(Reuters) - Locked-out National Hockey League players voted to give their union the power to file a disclaimer of interest, putting them one step closer to filing class-action anti-trust lawsuits against the league.
The vote passed overwhelmingly, a source familiar with the situation told Reuters on Friday, and gives the executive board of the NHL Players’ Association the option of dissolving the union. The board has until January 2 to make a decision.
The players’ union declined comment.
Dissolving the union would free players, who are locked in a bitter labor dispute with NHL owners over how to share $3.3 billion in revenue, to file anti-trust lawsuits against the NHL in the courts and have the lockout deemed illegal.
In a pre-emptive strike, the NHL filed a class-action complaint and unfair labor practice charge against the players’ union last week.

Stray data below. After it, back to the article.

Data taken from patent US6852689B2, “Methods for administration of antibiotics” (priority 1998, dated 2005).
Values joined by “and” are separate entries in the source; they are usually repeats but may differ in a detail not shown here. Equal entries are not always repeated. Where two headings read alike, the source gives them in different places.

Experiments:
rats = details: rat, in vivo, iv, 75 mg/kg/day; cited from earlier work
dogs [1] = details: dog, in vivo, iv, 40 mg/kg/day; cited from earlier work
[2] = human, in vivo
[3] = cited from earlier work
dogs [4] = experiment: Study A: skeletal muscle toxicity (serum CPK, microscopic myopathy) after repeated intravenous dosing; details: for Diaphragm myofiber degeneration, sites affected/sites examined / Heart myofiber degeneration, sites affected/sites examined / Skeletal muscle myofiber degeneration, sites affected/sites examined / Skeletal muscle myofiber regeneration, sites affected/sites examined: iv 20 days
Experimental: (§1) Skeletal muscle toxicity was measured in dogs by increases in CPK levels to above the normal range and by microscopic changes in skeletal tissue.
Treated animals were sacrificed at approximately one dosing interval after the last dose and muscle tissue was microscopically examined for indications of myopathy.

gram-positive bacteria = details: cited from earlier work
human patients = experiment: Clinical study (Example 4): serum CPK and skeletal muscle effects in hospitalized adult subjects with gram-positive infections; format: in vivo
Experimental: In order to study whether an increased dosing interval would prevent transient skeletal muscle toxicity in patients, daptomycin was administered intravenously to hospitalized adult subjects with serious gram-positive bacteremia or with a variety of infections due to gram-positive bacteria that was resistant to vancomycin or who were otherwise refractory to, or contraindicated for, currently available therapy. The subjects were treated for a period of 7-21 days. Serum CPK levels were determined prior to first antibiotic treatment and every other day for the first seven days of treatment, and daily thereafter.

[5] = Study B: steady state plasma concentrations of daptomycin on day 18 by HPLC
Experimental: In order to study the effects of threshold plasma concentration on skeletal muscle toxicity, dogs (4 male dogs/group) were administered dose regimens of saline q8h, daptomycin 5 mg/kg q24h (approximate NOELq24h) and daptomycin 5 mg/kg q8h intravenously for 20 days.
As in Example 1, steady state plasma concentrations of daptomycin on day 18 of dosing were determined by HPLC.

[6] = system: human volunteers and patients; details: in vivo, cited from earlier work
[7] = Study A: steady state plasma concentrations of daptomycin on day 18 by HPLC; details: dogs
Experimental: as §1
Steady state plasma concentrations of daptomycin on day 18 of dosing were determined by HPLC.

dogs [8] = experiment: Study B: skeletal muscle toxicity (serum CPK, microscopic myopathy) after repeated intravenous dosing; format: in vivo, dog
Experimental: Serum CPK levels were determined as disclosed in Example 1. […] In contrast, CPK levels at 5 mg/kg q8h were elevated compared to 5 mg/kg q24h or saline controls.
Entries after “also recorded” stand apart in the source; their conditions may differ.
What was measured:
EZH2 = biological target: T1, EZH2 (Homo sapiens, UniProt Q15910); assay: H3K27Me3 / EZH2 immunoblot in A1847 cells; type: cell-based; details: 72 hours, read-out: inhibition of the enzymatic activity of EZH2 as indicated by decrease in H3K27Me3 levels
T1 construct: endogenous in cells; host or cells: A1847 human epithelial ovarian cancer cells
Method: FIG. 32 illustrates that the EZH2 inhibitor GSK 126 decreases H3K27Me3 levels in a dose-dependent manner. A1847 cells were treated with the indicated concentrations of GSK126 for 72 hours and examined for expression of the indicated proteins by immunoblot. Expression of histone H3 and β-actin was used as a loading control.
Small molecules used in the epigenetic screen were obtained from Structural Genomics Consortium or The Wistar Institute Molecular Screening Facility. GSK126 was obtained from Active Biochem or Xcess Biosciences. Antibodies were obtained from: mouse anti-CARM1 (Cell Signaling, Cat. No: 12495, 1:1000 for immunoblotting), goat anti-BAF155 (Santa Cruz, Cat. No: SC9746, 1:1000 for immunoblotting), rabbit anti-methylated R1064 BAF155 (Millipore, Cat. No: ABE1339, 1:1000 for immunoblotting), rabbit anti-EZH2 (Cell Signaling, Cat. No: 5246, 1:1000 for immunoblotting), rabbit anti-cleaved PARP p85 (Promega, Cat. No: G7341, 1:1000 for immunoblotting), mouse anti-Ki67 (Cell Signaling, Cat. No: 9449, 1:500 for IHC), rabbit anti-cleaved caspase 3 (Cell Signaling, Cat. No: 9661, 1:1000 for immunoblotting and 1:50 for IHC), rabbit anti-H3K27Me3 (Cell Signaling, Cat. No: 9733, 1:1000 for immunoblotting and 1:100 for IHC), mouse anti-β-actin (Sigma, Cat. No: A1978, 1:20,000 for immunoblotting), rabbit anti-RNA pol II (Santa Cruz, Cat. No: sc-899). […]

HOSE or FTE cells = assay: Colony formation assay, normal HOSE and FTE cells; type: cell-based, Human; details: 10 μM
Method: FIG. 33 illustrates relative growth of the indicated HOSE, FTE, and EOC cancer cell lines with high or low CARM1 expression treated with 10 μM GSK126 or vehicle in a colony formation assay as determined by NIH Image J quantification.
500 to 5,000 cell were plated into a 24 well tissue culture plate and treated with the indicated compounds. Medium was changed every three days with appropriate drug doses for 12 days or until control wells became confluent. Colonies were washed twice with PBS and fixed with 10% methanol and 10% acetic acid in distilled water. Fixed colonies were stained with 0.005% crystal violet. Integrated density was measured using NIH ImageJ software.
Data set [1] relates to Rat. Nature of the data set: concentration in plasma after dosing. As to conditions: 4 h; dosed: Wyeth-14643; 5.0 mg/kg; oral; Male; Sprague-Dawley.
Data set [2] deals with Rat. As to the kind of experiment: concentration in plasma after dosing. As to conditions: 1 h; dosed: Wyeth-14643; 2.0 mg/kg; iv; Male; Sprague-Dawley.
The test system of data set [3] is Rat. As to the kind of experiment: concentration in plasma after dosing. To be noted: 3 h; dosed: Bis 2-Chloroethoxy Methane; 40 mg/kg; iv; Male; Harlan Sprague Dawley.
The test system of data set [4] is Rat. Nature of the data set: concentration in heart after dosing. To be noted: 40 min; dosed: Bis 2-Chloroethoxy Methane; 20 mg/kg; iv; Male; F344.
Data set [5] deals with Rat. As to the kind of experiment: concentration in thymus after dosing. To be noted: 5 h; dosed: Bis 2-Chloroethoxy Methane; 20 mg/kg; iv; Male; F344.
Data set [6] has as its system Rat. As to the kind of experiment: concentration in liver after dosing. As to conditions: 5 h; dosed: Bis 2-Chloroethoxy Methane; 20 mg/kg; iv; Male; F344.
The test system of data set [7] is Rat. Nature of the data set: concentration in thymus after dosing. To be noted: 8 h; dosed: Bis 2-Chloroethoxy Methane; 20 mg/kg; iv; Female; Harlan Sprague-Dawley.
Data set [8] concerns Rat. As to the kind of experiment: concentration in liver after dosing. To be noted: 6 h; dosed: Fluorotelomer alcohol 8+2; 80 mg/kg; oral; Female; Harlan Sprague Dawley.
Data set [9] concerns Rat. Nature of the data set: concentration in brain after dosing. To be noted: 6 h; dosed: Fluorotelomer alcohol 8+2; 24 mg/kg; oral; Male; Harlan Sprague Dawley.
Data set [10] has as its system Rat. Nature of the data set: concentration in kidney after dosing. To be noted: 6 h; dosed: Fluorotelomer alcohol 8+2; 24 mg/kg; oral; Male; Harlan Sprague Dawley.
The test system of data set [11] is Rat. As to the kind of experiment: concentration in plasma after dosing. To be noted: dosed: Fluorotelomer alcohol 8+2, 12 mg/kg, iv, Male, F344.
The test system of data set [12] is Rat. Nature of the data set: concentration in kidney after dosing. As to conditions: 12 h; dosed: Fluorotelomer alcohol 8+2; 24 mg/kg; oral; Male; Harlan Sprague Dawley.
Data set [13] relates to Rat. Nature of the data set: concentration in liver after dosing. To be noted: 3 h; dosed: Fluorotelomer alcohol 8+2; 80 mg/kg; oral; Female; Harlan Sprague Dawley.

The moves come with negotiations between the two sides at a standstill and time running out before the league is forced to cancel the entire season.
“I‘m not an expert on collective bargaining but there is not going to be a deal done until we’re sitting across the table from each other,” Toronto Maple Leafs forward Joffrey Lupul said this week.
The players have been locked out since mid-September as negotiations between the two sides have failed to produce a new collective bargaining agreement.
More than 600 regular-season games, 50 percent of a normal season, have been canceled, leading to speculation that the entire season could be called off if an agreement is not reached by mid-January.
Key sticking points revolve around the length of a new contract, rules governing term limits on contracts and the transition rules to help teams get under the salary cap.
The lockout is the NHL’s fourth work stoppage in 20 years and first since a lockout forced cancellation of the entire 2004-05 season.
Reporting by Gene Cherry in Salvo, North Carolina; Editing by Frank Pingue